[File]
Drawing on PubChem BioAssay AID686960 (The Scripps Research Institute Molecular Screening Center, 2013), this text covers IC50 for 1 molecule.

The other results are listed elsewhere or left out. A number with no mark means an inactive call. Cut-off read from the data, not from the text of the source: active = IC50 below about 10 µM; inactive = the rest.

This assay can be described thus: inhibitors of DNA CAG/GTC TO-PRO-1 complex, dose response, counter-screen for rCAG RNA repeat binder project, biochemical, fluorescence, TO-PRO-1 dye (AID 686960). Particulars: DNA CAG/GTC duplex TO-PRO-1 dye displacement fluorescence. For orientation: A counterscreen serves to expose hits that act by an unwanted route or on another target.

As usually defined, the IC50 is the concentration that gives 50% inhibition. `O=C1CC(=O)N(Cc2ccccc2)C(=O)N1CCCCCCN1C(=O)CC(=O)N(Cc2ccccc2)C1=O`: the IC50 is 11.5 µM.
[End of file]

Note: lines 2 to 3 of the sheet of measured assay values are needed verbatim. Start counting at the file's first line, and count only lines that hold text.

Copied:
The other results are listed elsewhere or left out. A number with no mark means an inactive call. Cut-off read from the data, not from the text of the source: active = IC50 below about 10 µM; inactive = the rest.

This assay can be described thus: inhibitors of DNA CAG/GTC TO-PRO-1 complex, dose response, counter-screen for rCAG RNA repeat binder project, biochemical, fluorescence, TO-PRO-1 dye (AID 686960). Particulars: DNA CAG/GTC duplex TO-PRO-1 dye displacement fluorescence. For orientation: A counterscreen serves to expose hits that act by an unwanted route or on another target.